If you’re grappling with weight management, you’re not alone. More than 70% of Americans are overweight and the pandemic only made matters worse with stress, comfort eating, a topsy-turvy, sedentary lifestyle, and less sleep. Weight-loss diets, fads and misinformation abound amid an obesity epidemic with worrying health consequences like hypertension, type-2 diabetes, osteoarthritis, and certain types of cancer. Do take heart though, even modest changes in lifestyle and weight management can provide immense health benefits.
Weight is not always an indicator of health. Some people naturally have a larger frame, others may not be able to afford healthy food, or someone may have an ailment or be on medication that causes weight gain. Weight discrimination can cause disordered eating, low self-esteem, and reduced life expectancy. Ayurveda addresses overall wellness and community health concerns for personalization in weight management.
The Ayurvedic concept of weight management
We all have different constitutions according to Ayurveda (read more here). If Vata Dosha dominates, people tend to be naturally petite, Kapha makes one well-built and Pitta is somewhere in between. Well-nourished muscle and fat tissues result from a nourishing diet, adequate sleep, regular exercise, a healthy lifestyle, and alignment with natural rhythms. Weight is not just a simple calorie calculation of how much we eat and how much we exercise, digestion and metabolism are key. Some imbalances can cause weight gain. The Ayurvedic approach to weight management involves addressing the root cause over symptomatic and short-term relief (read more in our previous blog post).
Obesity is called Sthoulya or Medoroga and is considered one of the eight major imbalances in the Charaka Samhita, caused by Santarpanotta or over nourishment. Obesity could be caused by any of these factors; irregular digestion, slower metabolism, Ama build-up (toxins), Kapha-increasing food, alcohol consumption, inadequate exercise, daytime sleep, genetics, stress, or other psychosocial factors. All Doshas can be out of balance.
Fat tissue (Medas Dhatu) isn’t metabolized properly, accumulates and successive tissues aren’t well nourished. Ama obstructs Vata in the alimentary canal which fans digestive fire and hunger, triggers overeating, and leads to a vicious cycle. In Ayurveda, winter is Kapha season, digestive or metabolic fire (Agni) is high, and we need to take greater care to avoid weight gain and plan ahead mindfully!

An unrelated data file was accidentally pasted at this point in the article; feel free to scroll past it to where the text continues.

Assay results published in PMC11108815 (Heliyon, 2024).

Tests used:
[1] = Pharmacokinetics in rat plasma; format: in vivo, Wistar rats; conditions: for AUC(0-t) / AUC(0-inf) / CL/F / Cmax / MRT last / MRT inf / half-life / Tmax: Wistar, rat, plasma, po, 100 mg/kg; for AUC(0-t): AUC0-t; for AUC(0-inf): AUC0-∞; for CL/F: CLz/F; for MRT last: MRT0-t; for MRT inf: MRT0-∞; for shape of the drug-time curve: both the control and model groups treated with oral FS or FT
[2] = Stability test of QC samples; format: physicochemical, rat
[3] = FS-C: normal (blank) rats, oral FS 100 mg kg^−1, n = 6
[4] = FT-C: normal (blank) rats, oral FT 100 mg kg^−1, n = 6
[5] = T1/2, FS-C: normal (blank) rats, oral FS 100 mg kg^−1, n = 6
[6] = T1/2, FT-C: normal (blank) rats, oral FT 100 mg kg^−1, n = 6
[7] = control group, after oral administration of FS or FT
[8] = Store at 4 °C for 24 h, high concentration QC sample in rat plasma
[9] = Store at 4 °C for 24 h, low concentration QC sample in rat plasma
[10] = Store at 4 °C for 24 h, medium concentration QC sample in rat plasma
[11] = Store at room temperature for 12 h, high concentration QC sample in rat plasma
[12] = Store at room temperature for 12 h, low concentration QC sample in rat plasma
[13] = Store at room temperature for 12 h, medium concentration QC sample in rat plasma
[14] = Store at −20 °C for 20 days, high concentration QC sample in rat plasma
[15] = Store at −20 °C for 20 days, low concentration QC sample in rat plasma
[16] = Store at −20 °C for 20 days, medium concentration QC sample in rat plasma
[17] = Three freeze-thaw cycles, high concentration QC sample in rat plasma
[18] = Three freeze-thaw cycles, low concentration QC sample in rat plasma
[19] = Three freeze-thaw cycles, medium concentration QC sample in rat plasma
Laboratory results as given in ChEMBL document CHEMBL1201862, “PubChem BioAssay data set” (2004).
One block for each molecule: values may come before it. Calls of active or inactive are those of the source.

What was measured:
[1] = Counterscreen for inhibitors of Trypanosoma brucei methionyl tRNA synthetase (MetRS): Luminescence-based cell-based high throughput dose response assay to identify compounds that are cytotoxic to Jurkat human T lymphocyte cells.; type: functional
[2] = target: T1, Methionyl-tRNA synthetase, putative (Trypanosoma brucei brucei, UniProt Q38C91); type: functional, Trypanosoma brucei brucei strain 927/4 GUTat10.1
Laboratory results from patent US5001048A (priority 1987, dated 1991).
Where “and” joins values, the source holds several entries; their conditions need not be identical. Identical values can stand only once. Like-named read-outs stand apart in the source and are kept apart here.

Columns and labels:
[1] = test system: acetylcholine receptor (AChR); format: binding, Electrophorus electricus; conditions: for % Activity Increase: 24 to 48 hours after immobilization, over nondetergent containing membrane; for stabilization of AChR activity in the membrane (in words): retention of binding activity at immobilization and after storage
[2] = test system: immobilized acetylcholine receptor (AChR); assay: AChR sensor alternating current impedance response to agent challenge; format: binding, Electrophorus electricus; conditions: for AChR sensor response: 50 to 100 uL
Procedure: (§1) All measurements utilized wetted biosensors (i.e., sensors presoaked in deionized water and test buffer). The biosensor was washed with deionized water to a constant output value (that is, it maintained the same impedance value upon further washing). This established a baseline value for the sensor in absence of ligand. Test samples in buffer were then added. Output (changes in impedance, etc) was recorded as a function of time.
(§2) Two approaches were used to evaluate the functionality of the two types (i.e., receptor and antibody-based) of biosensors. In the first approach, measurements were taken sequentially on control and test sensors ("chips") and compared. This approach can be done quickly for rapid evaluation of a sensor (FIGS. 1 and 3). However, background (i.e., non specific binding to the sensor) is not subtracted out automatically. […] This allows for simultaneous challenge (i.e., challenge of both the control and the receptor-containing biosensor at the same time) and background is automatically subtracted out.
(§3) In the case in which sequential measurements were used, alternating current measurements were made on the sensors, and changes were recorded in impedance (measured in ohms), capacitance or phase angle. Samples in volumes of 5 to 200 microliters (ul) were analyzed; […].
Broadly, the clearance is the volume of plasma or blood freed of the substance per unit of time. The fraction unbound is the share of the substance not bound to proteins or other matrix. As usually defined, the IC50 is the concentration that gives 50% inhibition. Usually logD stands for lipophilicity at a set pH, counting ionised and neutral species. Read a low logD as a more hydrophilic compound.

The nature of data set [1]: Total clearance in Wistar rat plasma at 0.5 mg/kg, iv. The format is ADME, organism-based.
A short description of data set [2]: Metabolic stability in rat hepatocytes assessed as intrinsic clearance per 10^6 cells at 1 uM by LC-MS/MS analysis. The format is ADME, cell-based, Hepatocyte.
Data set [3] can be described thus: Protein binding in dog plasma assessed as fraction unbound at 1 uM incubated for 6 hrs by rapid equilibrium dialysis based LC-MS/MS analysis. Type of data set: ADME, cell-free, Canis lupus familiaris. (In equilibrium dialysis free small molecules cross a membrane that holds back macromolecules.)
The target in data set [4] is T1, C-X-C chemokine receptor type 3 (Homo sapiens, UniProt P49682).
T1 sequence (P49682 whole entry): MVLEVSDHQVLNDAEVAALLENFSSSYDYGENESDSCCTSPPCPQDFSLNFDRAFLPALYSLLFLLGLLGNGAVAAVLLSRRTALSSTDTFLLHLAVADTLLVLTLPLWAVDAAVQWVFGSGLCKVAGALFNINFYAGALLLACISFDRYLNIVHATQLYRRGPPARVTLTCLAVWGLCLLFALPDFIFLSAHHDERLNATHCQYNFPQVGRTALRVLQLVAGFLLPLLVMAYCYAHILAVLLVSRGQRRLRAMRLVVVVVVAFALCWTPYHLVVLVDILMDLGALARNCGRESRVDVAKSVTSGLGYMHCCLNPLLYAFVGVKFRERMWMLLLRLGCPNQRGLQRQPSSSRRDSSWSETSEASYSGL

Weight management: misconceptions and myths according to Ayurveda
There is one approach to weight loss that works for everyone
According to Ayurveda there is no one size fits all approach to weight loss. Ayurveda is individualized and addresses the root cause of disease. It assesses imbalances and arrives at a comprehensive protocol. For someone with osteoarthritis, an eating disorder, or a post-menopausal person, the weight management approach is completely different. Knowledge of one’s constitution is empowering and helps one live mindfully to manage weight. For instance, Kapha people tend to be well-built and can focus on being active and accepting themselves.
Often people ask if any one Dosha is responsible for weight loss. When all Doshas and digestion (Agni) are in balance, the tissues are nourished, elimination is regular and the mind is pleasant, we are healthy. Finding that individual balance is responsible for proper weight management, not one specific dosha.
Weight management is all about food
False. Eating habits are just a part of weight management. Weight management also includes aligning with nature, following circadian and seasonal rhythms, having adequate, timely sleeping habits, and exercising regularly. When you eat is more important than what or how much. Ayurveda has guidelines for personalized eating based on the six tastes. There isn’t a judgment like “carbs are bad, or fat is a no-no” (read more here). Altering family and community health goals, meal planning, sitting down to eat, eating together, outdoor time, and a less sedentary lifestyle can bring balance.
Eating certain types of food aids weight management
Low carb, high protein, low fat — all these restrictions and regulations can boggle the mind. Every individual needs to address their unique needs. For weight loss, Ayurveda recommends avoiding junk, cold, raw, processed, and incompatible food. Additionally, you should avoid white flour and sugar, reduce alcohol, desserts, fried food, yogurt, and fatty meats. Instead, Ayurveda suggests favoring cooked vegetables, mung beans, barley or aged rice, corn, digestive spices, and warm water.
Drinking water can help with weight loss
This is true and false! The key is to drink water appropriately. Drinking warm water in the morning and sipping water throughout the day are recommended. Too much water can douse the digestive fire (Agni) and drinking water after meals can cause weight gain. Water should be sipped throughout meals and avoided half an hour before and after the meal.
Weight loss can be achieved through rigorous exercise